IFER Fellowship Recipient Shares Research Insights at Annual Society of Toxicology Conference

Ken Ishita ISEF New

First year International Foundation for Ethical Research (IFER) fellowship recipient Ishita Virmani was given an incredible opportunity this past March to attend the annual Society of Toxicology (SOT) conference in San Diego and share her animal-free research on developmental neurotoxicity with more than 6,000 attendees, including scientists, leaders from academia, government and industry.

Ishita is intrigued by the effects chemicals can have on the developing brain. She is currently working on this topic at CAAT, Bloomberg School of Public Health Johns Hopkins University while also completing her graduate work at RECETOX, Masaryk University, Czech Republic.

“We are all surrounded by a countless number of chemicals today,” Ishita told us, adding that because “toddlers have increased mouth-to-hand activity compared to adults, they can get exposed to more chemicals in their developing phase of life.” Because the developing brain is more sensitive to chemicals than the adult brain, Ishita is exploring whether that exposure to chemicals may contribute to developmental neurotoxicity which might lead to the autism spectrum disorders and attention deficit hypersensitivity disorders.

Ishita, who is using a human 3D brain organoid model (developed at CAAT) to study developmental neurotoxicity, had a chance to share her research findings during a poster session at the conference.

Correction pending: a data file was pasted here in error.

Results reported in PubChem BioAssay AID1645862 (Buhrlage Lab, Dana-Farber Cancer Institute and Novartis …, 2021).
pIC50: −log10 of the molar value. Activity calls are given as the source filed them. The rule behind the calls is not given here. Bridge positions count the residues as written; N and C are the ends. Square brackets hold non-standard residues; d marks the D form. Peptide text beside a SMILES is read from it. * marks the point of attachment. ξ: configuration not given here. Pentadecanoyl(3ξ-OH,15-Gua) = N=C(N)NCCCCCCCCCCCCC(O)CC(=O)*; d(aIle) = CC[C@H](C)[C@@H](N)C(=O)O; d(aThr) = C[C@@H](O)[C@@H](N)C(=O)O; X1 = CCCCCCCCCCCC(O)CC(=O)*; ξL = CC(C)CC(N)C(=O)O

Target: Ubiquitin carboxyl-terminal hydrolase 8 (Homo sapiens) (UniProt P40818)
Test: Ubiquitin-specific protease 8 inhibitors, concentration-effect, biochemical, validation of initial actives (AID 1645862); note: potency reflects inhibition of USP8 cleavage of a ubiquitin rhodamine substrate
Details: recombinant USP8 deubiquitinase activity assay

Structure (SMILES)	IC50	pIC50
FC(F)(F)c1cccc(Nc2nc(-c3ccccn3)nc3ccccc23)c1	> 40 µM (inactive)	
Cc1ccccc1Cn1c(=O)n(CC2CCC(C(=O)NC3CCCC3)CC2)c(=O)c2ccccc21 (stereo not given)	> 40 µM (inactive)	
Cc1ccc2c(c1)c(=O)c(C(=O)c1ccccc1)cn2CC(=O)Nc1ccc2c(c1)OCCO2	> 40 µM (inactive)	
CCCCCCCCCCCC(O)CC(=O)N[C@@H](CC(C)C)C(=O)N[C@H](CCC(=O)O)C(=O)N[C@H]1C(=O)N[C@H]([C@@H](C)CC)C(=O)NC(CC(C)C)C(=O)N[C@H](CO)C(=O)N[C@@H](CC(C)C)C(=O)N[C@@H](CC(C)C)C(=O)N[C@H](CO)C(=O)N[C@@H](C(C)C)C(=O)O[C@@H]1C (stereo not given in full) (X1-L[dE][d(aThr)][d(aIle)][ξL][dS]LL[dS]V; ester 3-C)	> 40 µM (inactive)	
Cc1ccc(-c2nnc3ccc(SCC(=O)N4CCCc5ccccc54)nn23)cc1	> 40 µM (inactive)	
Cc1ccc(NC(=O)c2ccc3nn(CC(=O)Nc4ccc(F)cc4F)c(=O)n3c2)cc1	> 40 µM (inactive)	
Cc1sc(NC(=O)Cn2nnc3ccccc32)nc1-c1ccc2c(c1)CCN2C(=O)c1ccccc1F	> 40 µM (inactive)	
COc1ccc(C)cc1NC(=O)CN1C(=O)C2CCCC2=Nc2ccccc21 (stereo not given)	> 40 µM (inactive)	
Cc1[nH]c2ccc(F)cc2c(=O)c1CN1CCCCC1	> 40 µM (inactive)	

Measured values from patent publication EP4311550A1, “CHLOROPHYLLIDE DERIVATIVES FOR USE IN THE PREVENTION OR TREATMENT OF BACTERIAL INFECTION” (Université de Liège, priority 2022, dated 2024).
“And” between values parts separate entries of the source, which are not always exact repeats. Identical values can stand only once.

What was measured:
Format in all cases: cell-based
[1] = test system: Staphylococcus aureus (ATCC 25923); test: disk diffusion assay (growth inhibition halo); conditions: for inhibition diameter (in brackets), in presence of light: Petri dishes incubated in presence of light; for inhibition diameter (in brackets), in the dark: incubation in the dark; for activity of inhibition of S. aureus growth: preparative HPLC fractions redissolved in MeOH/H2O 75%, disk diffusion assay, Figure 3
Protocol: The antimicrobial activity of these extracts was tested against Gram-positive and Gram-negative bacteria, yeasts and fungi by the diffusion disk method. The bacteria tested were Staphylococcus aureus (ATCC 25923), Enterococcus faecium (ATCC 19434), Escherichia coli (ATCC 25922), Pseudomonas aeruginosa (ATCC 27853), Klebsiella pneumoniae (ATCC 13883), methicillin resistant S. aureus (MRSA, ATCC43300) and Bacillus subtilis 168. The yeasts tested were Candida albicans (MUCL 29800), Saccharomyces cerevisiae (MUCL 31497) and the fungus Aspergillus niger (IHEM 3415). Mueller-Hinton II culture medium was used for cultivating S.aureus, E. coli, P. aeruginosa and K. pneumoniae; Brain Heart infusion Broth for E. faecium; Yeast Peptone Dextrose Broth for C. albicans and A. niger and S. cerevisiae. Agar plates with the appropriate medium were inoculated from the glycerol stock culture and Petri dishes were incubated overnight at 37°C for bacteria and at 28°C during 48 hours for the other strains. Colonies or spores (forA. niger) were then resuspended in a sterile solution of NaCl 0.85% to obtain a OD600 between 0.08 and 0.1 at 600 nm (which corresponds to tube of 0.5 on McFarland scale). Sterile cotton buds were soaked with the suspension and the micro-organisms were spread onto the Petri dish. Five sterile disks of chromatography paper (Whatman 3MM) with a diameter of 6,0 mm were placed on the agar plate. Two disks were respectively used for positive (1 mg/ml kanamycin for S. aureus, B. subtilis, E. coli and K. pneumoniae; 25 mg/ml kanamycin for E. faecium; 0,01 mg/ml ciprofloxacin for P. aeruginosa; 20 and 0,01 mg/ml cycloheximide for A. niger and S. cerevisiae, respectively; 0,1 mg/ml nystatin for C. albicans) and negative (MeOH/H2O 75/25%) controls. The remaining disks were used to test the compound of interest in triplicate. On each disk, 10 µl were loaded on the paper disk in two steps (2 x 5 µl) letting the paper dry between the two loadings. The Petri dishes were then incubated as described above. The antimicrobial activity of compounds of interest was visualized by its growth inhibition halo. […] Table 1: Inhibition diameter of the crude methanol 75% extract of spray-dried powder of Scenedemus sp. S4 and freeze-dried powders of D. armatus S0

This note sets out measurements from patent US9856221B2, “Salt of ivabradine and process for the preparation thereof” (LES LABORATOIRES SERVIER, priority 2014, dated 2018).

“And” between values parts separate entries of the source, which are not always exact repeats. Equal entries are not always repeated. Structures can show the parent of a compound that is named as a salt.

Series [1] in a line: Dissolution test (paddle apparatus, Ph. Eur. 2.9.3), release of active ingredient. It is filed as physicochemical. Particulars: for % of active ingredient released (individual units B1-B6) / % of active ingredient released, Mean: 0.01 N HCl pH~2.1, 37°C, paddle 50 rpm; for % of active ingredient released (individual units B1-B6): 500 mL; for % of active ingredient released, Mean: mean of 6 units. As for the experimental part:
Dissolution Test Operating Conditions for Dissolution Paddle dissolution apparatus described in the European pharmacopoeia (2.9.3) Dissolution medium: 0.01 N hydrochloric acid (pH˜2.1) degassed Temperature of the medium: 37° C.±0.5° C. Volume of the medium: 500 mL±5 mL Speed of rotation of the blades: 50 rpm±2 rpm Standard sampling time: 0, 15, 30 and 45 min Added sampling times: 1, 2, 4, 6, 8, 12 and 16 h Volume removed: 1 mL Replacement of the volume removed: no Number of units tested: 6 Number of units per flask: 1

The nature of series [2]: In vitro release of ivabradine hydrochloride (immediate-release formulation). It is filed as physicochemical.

She has been focusing her research efforts on a particular class of chemicals called flame retardants, which are often added to consumer products like furniture and children’s toys to decrease the risk of fire propagation.

Through her research, Ishita exposes brain organoids to different flame retardants and analyzes the effect of those treatments on endpoints like cell death, cell migration, glial cell generation, and synaptogenesis, the formation of synapses between neurons.

Not only is Ishita’s approach to assess developmental neurotoxicity more human relevant, it is also much more efficient, cost effective and humane compared to traditional approaches, which rely on hundreds of mice or rats to test one chemical.

Given the recent COVID restrictions that limited in-person science conferences over the last few years, Ishita was excited to attend the in-person meeting in San Diego. She received constructive feedback on her work and suggestions for future experiments. While at SOT, she also had the opportunity to share her research progress with NAVS Executive Director and IFER President Kenneth Kandaras. NAVS and IFER are pleased to support Ishita, and graduate students like her, who are choosing to work with non-animal approaches to advance science in a human-relevant way! Learn more about Ishita’s project here.